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Research and Development

The Personal Connected Health Alliance Launches with Goal to Improve Health and Wellness through Connected Technologies

The Personal Connected Health Alliance, an international non-profit organization established by Continua Health Alliance, mHealth Summit and HIMSS to represent the consumer voice in personal connected health, formally launched. PCHA will build upon the global reach, leadership and resources of its founding organizations, to ensure that personal connected health technologies, such as smartphones, mobile apps, sensors and personal health tracking devices, are user-friendly, secure and can easily collect, display and relay personal health data. Read more...

3-D Printing Cancer Cells to Mimic Tumors

A group of researchers in China and the US have successfully created a 3D model of a cancerous tumour using a 3D printer. The model, which consists of a scaffold of fibrous proteins coated in cervical cancer cells, has provided a realistic 3D representation of a tumour's environment and could help in the discovery of new drugs and cast new light on how tumours develop, grow and spread throughout the body. Read more...

Electronic Medication Alerts Designed with Provider in Mind Reduce Prescribing Errors

Changing how medication alerts are presented in electronic medical records resulted in safer prescribing, increased efficiency and reduced workload for health care providers who placed drug orders in a study published online in the Journal of the American Medical Informatics Association. Read more...

Reducing Anxiety With a Smartphone App

Playing a science-based mobile gaming app for 25 minutes can reduce anxiety in stressed individuals, according to research published in Clinical Psychological Science, a journal of the Association for Psychological Science. The study suggests that "gamifying" a scientifically-supported intervention could offer measurable mental health and behavioral benefits for people with relatively high levels of anxiety. Read more...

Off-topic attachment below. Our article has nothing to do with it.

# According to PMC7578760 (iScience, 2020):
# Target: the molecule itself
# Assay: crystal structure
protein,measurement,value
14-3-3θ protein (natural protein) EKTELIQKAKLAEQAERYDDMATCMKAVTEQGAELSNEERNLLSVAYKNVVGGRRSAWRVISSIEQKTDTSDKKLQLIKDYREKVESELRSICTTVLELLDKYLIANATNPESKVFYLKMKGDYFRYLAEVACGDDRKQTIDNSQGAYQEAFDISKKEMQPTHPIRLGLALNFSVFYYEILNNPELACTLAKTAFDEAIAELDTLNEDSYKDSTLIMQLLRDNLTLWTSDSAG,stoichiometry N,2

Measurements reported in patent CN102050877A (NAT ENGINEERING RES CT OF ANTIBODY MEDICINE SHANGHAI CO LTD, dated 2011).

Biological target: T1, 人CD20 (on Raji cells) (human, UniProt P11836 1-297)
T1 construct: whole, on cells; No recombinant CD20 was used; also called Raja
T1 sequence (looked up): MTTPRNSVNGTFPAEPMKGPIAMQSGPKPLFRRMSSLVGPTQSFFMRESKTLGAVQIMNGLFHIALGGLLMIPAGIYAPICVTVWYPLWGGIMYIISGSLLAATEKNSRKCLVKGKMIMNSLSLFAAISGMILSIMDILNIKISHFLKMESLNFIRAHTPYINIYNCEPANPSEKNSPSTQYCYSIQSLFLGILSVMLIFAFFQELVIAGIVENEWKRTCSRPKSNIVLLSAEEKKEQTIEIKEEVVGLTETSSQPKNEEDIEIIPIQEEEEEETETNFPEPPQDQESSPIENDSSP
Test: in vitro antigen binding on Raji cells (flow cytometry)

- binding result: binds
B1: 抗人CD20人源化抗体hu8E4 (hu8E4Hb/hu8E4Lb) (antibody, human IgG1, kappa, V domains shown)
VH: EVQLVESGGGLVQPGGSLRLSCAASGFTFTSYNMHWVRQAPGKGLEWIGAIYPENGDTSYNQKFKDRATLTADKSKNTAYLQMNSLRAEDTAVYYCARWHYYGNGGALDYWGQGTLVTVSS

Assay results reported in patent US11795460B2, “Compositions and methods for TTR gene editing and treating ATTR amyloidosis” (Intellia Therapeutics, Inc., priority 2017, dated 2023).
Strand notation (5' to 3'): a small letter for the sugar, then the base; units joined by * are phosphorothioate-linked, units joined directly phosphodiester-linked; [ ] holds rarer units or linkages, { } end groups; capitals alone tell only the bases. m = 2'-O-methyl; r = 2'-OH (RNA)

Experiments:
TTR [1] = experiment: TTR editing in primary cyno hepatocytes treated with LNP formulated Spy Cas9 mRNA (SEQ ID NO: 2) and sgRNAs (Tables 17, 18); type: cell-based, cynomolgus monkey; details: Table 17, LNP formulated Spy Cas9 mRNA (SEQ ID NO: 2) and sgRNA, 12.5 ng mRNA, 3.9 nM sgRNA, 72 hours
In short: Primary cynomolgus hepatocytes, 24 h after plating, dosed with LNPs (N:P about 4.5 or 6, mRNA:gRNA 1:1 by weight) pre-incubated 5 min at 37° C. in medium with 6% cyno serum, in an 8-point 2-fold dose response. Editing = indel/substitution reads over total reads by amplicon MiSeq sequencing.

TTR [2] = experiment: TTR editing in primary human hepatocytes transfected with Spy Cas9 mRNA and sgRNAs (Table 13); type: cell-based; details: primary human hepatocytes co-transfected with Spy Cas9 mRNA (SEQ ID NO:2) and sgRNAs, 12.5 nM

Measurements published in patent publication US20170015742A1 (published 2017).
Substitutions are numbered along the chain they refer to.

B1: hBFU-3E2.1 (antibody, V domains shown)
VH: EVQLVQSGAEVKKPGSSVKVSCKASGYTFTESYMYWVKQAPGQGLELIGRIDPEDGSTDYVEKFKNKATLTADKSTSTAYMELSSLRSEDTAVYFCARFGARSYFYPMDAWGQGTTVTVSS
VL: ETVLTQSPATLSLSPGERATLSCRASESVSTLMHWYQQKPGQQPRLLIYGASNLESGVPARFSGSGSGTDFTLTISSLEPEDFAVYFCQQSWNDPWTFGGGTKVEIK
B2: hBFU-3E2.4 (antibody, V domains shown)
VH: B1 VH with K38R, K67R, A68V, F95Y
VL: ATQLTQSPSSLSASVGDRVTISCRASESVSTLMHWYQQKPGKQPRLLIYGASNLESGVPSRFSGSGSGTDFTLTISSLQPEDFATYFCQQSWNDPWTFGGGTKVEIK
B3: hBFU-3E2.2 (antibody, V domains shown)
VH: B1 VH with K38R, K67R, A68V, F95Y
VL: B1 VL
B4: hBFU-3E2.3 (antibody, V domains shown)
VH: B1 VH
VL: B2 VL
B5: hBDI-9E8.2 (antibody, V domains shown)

Researchers Write Languages to Design Synthetic Living Systems

Researchers at Virginia Tech and the Massachusetts Institute of Technology have used a computer-aided design tool to create genetic languages to guide the design of biological systems. Known as GenoCAD, the open-source software was developed by researchers at the Virginia Bioinformatics Institute at Virginia Tech to help synthetic biologists capture biological rules to engineer organisms that produce useful products or health-care solutions from inexpensive, renewable materials. Read more...

Smartphones Become Eye-Phones

Researchers at the Stanford University School of Medicine have developed two inexpensive adapters that enable a smartphone to capture high-quality images of the front and back of the eye. The adapters make it easy for anyone with minimal training to take a picture of the eye and share it securely with other health practitioners or store it in the patient's electronic record. Read more...

Carotid Artery MRI Helps Predict Likelihood of Strokes and Heart Attacks

Noninvasive imaging of carotid artery plaque with MRI can accurately predict future cardiovascular events like strokes and heart attacks in people without a history of cardiovascular disease, according to a new study published online in the journal Radiology. Read more...

A Paper Diagnostic for Cancer

Cancer rates in developing nations have climbed sharply in recent years, and now account for 70 percent of cancer mortality worldwide. Early detection has been proven to improve outcomes, but screening approaches such as mammograms and colonoscopy, used in the developed world, are too costly to be implemented in settings with little medical infrastructure. Read more...

Artificial Muscles that Do the Twist

In the heart, as in the movies, 3D action beats the 2D experience hands down. In 3D, healthy hearts do their own version of the twist. Rather than a simple pumping action, they circulate blood as if they were wringing a towel. The bottom of the heart twists as it contracts in a counterclockwise direction while the top twists clockwise. Scientists call this the left ventricular twist - and it can be used as an indicator of heart health. Read more...

Computerized Checklist Reduces Type of Hospital Infection

A computerized safety checklist that automatically pulls information from patients' electronic medical records was associated with a threefold drop in rates of one serious type of hospital-acquired infection, according to a study by researchers at the Stanford University School of Medicine and Lucile Packard Children's Hospital Stanford. Read more...